When Should You Trim Your Fruit Trees? - Arbor Safe

When Should You Trim Your Fruit Trees? - Arbor Safe

Fruit trees are a great addition to a home. They provide good leaf cover during the summer months that can help cut down on the effects of strong winds. They can also provide some shade for your home. Research has found that homes that have good tree cover on the sunny side of their homes can actually reduce their air conditioning costs. In addition to all of that, fruit trees obviously provide free fruit for a home. However, to get the best yield from your fruit trees, they need to be taken care of. They need to be a manageable size and healthy. Tree trimming can help that. Here’s how.


Trim in the Dormant Season

 Fruit trees, as with any kind of deciduous trees, will go dormant every year. They go dormant when certain weather conditions are met. During those time periods, they will not set out new fruit and they won’t set out new leaves either. This is the perfect time to have your trees trimmed. Since they are not putting out fruit or leaves, they can focus all of their energy on healing the wounds caused by tree trimming. Furthermore, that energy won’t be diverted from the process of setting fruit.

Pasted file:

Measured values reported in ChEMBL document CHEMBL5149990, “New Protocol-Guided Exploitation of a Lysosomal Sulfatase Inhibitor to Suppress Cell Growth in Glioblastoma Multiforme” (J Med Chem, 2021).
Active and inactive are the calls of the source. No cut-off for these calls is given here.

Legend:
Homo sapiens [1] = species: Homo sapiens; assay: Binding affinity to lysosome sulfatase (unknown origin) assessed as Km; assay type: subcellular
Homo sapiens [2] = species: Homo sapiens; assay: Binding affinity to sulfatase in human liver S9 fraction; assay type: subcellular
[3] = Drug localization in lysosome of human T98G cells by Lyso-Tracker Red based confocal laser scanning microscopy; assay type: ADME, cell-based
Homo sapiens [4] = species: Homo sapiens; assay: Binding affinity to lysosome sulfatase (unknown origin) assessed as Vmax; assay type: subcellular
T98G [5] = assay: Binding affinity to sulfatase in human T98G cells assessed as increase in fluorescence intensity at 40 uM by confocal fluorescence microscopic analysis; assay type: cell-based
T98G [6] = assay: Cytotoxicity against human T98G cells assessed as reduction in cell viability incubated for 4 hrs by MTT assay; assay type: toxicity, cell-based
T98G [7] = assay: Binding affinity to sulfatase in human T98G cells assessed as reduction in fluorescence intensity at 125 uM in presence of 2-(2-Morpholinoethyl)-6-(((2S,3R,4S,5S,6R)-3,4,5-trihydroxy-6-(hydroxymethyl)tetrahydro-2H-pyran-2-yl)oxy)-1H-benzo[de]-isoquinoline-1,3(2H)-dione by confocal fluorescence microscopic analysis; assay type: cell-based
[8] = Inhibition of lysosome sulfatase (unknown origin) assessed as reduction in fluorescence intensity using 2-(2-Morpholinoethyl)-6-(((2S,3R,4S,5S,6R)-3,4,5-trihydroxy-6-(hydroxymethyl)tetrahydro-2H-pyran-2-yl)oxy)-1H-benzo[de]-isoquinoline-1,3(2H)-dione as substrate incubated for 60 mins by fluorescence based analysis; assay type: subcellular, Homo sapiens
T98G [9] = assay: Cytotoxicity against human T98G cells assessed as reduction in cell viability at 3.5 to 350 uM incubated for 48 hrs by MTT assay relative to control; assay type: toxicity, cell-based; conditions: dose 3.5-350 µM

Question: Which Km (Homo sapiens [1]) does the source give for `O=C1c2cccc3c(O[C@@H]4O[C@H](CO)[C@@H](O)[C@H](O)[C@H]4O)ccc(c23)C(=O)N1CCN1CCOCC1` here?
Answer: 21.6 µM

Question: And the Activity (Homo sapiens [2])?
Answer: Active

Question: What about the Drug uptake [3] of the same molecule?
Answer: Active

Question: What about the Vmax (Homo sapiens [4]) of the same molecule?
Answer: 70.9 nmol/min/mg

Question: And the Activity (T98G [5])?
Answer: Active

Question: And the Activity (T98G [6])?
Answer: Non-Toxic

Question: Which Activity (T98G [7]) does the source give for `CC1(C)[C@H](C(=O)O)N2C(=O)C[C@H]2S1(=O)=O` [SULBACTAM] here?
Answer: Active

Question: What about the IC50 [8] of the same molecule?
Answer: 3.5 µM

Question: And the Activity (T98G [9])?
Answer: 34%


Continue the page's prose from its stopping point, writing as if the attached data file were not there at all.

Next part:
The dormant season for each kind of tree is different. Citrus trees, for example, will flower during the warm months and set fruit. The fruit will grow into the winter and be ready for picking. AFter that, citrus trees go dormant. Once the fruit is ripe, the tree is ripe for trimming. Apple trees are dormant during the winter but they need those chill hours to set fruit. They can be trimmed in the coldest months to be ready for fruiting.

If you have fruit trees at your property, you should talk with professional tree trimmers about cutting them. Make sure you talk with ones who have experience cutting fruit trees.


Trimming Fruit Trees

 Trimming fruit trees is somewhat different than just trimming a decorative tree. Many types of fruit trees set fruit only on new buds. So, you want tree trimmers to cut old branches and old buds but leave the new buds. They need to be aware of that before you hire them. Make sure you ask several questions about their experience with trimming fruit trees. It’s a good idea to even have them come out to your property for an evaluation of your trees. That will give you a better idea of what they plan to do and their areas of expertise.

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